The Caleb Gordley Justified Homicide Case

     Caleb A. Gordley, a 16-year-old junior at Parkview High School, lived with his father and his 13-year-old sister in Sterling, Virginia, a suburban community on the Maryland state line in the Baltimore-Washington metropolitan area. C…

     Caleb A. Gordley, a 16-year-old junior at Parkview High School, lived with his father and his 13-year-old sister in Sterling, Virginia, a suburban community on the Maryland state line in the Baltimore-Washington metropolitan area. Caleb played on the varsity basketball team and aspired to be a rapper. His mother, Jennea, divorced from his father Shawn, resided in nearby Clayton.

     Just before midnight on Saturday, March 16, 2013, after being grounded for several days, Caleb sneaked out of his bedroom and walked down the street to a party at a friend's house. For the next two hours he joined the others in drinking shots of vodka.

     Caleb left the party at two in the morning and headed home. The boy was so intoxicated he climbed through an unlocked window at the rear of a house two doors from his house. When Caleb entered his neighbor's dwelling he triggered a motion detection intrusion sensor that awoke the homeowner, Donald Wilder. The 43-year-old lived in the suburban house, one that looked like the Gordley home, with his girlfriend.

     The burglar alarm activation caused Mr. Wilder to grab the 40-caliber pistol he kept near his bed. From the top of the stairs, Mr. Wilder saw, in the light produced by the intrusion alarm, the figure of a six-foot person standing in his kitchen. The homeowner yelled at the intruder to get out of his house. Caleb, thinking that he was being yelled at by his father, ignored the command and headed up the stairway.

     With an intruder walking up the steps toward him, Mr. Wilder fired a warning shot to turn the invader back. The shot, however, did not cause the home intruder to retreat. When Caleb brushed past the homeowner at the top of the stairs, Mr. Wilder fired a second shot. The bullet hit Caleb in the back. The boy turned around and said, "You just shot me." He turned back around, took a few steps, collapsed and died.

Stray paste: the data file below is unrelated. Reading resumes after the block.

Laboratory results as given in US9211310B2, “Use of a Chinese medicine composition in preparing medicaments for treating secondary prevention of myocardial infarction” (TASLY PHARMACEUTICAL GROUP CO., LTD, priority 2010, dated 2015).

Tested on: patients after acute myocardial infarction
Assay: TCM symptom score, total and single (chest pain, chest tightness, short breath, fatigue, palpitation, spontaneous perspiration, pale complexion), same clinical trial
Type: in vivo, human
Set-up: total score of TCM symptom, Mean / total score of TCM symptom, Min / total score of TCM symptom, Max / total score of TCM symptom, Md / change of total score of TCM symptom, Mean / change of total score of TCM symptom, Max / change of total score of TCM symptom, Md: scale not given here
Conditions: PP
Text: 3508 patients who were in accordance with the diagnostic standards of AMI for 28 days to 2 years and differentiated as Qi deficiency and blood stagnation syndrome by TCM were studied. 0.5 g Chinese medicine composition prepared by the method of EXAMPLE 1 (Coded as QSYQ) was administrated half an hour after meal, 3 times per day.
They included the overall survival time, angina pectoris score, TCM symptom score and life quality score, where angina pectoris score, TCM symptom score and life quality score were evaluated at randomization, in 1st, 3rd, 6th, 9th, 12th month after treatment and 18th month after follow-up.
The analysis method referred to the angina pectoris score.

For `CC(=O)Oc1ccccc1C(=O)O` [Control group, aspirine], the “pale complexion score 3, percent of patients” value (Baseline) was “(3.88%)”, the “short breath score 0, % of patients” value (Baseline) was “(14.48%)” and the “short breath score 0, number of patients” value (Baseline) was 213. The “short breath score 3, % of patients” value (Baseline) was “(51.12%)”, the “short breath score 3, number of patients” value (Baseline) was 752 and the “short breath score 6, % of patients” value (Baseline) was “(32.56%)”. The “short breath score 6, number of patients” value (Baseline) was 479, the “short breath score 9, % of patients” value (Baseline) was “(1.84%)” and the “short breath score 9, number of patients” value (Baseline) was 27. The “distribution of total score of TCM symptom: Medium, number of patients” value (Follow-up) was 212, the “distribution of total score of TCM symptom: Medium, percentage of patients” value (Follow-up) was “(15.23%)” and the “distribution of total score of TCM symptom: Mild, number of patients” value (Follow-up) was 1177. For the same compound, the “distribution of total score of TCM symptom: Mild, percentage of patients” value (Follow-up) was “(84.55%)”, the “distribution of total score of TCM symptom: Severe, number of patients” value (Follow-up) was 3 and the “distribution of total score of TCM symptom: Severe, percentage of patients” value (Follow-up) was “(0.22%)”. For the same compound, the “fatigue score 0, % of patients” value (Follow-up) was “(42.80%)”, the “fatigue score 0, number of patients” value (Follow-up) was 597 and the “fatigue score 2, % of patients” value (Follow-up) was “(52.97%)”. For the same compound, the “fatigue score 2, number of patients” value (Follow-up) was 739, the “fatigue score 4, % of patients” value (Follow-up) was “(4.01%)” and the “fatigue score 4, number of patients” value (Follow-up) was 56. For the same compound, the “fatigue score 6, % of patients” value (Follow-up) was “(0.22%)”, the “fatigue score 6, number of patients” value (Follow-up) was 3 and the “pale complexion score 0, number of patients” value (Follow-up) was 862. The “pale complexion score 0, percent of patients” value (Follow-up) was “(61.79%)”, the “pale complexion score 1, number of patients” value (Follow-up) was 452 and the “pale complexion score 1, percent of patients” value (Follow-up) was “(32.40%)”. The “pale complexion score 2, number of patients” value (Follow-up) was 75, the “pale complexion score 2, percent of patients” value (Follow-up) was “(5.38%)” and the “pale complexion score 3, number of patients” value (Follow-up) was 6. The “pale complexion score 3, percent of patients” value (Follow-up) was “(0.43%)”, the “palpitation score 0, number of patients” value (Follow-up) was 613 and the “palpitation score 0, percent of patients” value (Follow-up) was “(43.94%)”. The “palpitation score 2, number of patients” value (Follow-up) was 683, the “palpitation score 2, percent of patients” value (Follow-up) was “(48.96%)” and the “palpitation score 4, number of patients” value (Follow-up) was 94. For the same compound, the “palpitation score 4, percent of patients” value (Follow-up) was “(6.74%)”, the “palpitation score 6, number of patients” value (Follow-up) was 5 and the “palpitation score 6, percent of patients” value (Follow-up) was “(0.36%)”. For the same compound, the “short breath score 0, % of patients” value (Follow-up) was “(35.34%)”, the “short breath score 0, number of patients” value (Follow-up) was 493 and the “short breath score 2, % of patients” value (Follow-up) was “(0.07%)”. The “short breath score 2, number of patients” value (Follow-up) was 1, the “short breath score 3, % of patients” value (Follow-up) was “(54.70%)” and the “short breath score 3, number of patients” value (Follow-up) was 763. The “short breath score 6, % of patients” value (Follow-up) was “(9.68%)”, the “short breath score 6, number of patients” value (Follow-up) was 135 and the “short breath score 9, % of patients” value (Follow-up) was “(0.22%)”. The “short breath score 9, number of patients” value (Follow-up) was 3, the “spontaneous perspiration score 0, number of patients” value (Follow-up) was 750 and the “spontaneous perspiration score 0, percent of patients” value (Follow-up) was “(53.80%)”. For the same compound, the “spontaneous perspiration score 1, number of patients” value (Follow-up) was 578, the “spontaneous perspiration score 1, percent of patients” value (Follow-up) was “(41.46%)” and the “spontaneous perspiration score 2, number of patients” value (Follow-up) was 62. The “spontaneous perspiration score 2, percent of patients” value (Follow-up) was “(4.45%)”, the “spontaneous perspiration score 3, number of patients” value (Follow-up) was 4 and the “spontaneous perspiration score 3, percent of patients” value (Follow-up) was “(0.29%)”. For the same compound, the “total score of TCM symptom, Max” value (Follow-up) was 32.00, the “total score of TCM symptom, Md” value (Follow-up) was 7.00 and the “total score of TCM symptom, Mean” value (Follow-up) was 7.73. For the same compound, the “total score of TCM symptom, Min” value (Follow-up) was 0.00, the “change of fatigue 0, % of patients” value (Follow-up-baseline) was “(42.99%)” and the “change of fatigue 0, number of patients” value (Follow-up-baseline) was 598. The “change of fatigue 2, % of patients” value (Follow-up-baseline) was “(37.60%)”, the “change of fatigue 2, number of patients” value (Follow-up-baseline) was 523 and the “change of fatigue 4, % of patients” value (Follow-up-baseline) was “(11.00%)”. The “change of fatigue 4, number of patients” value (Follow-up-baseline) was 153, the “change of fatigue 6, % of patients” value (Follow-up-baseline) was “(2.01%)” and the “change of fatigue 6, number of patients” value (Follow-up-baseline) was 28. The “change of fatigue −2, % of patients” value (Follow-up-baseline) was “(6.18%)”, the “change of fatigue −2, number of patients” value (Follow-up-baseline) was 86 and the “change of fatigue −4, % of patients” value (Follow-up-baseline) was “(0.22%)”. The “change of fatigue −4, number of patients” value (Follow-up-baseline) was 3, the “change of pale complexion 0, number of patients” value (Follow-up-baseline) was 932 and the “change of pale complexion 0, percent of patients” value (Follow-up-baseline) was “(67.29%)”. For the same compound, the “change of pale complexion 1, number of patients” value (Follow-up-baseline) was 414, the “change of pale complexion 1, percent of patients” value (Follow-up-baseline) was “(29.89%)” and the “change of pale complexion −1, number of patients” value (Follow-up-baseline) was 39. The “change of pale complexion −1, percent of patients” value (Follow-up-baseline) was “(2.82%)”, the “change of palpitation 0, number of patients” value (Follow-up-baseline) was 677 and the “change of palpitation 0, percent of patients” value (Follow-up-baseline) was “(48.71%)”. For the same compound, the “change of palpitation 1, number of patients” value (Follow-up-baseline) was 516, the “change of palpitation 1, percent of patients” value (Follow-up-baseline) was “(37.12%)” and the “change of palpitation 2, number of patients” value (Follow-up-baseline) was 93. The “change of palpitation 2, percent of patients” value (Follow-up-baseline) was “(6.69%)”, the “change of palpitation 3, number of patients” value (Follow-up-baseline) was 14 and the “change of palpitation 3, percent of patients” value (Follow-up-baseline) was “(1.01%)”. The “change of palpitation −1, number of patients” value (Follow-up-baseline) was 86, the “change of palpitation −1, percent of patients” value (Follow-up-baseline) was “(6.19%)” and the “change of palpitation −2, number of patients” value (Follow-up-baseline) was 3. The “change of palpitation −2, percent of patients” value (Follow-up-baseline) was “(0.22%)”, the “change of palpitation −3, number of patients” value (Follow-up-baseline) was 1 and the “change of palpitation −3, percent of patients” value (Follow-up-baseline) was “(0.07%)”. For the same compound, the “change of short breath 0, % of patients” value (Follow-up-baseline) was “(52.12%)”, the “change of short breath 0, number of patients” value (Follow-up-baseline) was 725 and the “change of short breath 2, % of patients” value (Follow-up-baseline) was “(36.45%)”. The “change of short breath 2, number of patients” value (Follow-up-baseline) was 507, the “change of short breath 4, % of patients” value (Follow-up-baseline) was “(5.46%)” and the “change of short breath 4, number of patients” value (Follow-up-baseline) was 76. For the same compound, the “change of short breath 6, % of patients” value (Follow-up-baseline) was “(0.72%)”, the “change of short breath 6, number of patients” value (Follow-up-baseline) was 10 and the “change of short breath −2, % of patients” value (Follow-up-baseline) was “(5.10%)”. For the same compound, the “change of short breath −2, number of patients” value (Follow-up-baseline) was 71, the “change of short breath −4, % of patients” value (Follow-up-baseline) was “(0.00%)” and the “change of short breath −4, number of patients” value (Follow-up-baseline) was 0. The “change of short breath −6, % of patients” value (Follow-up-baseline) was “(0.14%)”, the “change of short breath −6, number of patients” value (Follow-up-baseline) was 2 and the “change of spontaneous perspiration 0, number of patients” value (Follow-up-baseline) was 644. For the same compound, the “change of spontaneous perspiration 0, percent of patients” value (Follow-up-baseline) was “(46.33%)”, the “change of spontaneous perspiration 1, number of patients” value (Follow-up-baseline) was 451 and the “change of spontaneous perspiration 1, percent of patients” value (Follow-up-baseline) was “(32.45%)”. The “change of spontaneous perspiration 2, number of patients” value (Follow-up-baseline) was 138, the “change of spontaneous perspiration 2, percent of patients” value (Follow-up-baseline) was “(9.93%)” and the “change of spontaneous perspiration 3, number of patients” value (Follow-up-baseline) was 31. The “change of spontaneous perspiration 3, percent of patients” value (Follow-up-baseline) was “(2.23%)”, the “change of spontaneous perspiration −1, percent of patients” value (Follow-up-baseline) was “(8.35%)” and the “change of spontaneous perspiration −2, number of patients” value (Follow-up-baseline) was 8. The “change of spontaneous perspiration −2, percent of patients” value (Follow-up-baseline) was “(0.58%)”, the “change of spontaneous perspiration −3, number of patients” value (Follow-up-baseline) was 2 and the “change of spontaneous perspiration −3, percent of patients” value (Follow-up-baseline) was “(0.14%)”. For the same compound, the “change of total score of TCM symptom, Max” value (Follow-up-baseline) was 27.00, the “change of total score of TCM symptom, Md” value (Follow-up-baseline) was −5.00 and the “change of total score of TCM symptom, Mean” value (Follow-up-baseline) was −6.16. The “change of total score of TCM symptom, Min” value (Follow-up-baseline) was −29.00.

The next morning, Shawn Gordley awoke to find that Caleb was not in the house. A little later he heard the news about a fatal shooting that had occurred in the neighborhood. The father did not connect the incident to his missing son. Later that day the bad news reached him.

     In speaking to a local television reporter on the Monday following his son's death, Mr. Gordley said, "I definitely don't blame him [Donald Wilder]. I know he was trying to protect his family. I forgive him." Jennea Gordley, about a week after her son's homicide, said, "It was not absolutely necessary for my son to lose his life." Rather than suggesting measures to keep alcohol out of the hands of teenagers, she called for better training for gun owners.

     On September 10, 2013, following an investigation by the Loudoun County Sheriff's Office, Commonwealth Attorney Jim Plowman announced his decision not to file criminal charges against Mr. Wilder. The prosecutor believed Mr Wilder had a reasonable fear for his life and the life of his girlfriend. Based on the doctrine of self defense, the case was deemed a justifiable homicide.

     Shortly before the Loundoun County prosecutor's announcement, Shawn and Jennea Gordley received copies of the sheriff's office investigative report. Caleb's parents, after reading the police report, questioned Mr. Wilder's judgment. Jennea Gordley, in speaking to a reporter with ABC News, said, "If you're really in fear of danger of your life and your family's life, why would you allow a person that appeared to be dazed walk right past you and then you shoot him in the back?"

     Shawn Gordley, having once forgiven Mr. Wilder, said, "He could have shot Caleb in the leg. Instead he lined himself up at the perfect angle to shoot a hollow point bullet through my son's lung and explode his chest and then a fourth shot at his head for good measure." [The two shots after the fatal bullet both missed.]

     Donald Wilder, in a written statement wrote: "As you can imagine, the incident was an unfortunate tragedy on every level."

     While Shawn and Jennea Gordley questioned the necessity for the fatal shooting, they did not call for the criminal prosecution of Mr. Wilder. On that issue, Jennea Gordley said, "Do I hate him [Mr. Wilder]? No. Do I want him put away? No. I don't think that's going to solve anything."  

from http://jimfishertruecrime.blogspot.com/